When Arya Ghavamian was growing up in Iran, a satisfying film experience was hard to come by. After the 1979 revolution, the Islamic Republic had cracked down on Iran’s robust film industry, denouncing it as an obscene and immoral product of Westernization.
Theaters were burned down and movies containing depictions of sexuality or other forms of debauchery were banned, as were certain actors. The government only permitted movies it deemed appropriate to be screened in public. Iranian auteurs were exiled, or else learned to adapt to the new restrictions.
In the 1990s, Arya got his first taste of unsanctioned movies by watching bootleg copies of “The Maltese Falcon” and “MacKenna’s Gold” in his home. His family lived on the Iranian border of Afghanistan and Pakistan, a known smuggling route, where his parents, who were doctors, often received black-market films as gifts from patients.
But in 1996, after the family moved to Tehran, Arya was shocked to discover those same movies had been cut with Iranian cartoons and football. “The film that I wanted to watch was right there,” he recalled. “And I put it in the tape player, and it was something completely different.” He later realized that his parents, wary of patrol checkpoints, had recorded over the VHS tapes before the move to the capital city.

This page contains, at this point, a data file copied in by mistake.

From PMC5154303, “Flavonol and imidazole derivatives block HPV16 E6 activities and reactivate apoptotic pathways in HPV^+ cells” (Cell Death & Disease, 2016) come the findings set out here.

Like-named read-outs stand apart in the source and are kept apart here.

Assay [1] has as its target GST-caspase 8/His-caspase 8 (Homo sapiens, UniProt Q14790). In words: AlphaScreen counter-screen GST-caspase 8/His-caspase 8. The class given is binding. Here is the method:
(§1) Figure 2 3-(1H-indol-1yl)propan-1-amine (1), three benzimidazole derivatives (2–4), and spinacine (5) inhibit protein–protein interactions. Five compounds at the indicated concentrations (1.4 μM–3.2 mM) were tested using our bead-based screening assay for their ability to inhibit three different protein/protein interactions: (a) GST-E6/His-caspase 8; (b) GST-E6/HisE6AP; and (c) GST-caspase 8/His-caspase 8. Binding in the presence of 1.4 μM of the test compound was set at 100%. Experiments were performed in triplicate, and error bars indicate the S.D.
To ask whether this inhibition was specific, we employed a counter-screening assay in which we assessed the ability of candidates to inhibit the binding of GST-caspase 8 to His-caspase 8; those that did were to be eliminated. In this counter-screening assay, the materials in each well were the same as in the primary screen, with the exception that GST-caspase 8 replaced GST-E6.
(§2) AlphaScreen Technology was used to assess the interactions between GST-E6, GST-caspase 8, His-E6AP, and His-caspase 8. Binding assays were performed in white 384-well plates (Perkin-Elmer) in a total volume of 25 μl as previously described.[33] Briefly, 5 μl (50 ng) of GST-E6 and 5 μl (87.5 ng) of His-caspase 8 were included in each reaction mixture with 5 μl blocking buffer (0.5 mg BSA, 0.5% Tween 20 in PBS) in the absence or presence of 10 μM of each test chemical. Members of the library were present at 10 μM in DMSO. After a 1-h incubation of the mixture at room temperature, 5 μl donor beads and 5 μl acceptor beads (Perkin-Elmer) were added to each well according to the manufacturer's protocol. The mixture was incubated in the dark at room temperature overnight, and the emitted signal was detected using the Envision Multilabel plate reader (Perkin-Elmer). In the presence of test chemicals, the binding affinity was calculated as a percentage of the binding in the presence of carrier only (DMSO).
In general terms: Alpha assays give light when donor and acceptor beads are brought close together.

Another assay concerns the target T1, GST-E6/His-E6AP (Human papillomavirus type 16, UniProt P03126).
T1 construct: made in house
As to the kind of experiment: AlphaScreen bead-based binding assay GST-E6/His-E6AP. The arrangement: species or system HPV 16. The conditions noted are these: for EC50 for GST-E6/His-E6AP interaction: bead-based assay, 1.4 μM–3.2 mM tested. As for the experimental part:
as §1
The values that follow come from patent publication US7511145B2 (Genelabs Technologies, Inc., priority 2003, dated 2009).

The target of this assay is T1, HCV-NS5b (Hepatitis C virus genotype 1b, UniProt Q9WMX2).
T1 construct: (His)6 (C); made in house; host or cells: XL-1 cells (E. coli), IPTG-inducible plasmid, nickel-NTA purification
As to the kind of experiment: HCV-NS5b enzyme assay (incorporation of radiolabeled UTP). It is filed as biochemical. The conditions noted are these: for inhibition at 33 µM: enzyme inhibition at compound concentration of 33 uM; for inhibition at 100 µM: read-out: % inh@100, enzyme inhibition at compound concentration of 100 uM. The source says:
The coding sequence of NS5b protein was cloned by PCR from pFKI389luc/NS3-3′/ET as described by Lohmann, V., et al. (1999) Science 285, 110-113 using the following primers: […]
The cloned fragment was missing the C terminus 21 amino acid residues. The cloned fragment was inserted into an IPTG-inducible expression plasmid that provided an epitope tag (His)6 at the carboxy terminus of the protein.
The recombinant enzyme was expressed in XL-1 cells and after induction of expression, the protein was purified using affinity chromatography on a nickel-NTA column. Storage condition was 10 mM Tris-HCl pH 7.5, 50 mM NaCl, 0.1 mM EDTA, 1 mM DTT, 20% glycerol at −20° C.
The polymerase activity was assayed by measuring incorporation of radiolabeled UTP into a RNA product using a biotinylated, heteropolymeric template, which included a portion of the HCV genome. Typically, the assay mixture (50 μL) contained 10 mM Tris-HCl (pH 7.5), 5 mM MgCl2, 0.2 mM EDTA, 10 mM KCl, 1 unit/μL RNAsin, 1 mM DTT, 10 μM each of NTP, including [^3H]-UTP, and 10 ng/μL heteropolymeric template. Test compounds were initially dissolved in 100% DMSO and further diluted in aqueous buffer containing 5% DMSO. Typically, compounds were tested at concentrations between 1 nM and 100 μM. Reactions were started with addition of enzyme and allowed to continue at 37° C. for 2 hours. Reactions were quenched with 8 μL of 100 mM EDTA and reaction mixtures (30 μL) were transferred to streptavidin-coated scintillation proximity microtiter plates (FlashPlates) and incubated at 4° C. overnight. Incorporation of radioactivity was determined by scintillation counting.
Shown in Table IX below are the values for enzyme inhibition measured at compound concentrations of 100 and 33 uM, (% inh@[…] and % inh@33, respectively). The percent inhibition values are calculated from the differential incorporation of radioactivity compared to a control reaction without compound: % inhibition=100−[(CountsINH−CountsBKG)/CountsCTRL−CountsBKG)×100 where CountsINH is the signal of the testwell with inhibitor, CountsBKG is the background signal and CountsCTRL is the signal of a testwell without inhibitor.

The DVD era ushered in a new dimension of film smuggling in Tehran, where Arya, then a teenager, would source what he wanted from an aghafilmi (“film man”) who peddled banned movies from a stairwell of an apartment complex. There, customers would visit the film man, who would share a catalog of offerings. “Die Hard 2” would be listed alongside Andrei Tarkovsky’s “Stalker” and the Iranian classic “Ballad of Tara,” Mr. Ghavamian recalled. Once selections had been made, the film man would use a walkie-talkie with someone in charge of the stash to coordinate the handoff. “That’s how I got my film education,” Mr. Ghavamian said.
In 2008, Arya, then 17 and with a well-developed passion for art and indie films, moved to the United States alone. “I left Iran for cinema, literally,” he said. Upon arrival, he expected to find a “Cinema Paradiso”-like reverence for the movies. But when he moved in with his uncle in San Jose, Calif., he encountered a different kind of void: multiplexes that focused on modern Hollywood blockbusters and not much else.
Tea and Persian cookies were served after a recent screening that featured female directors from Iran and Hungary.Credit…Amir Hamja for The New York Times
Eventually Mr. Ghavamian made his way to New York and found what he was looking for in its independent theaters and art houses. Even though the city had more to offer than San Jose did, he realized that there was a parallel between his experiences in Tehran and New York: If he wanted to see interesting cinema — foreign or art films, say, or older titles — he would have to actively seek it out.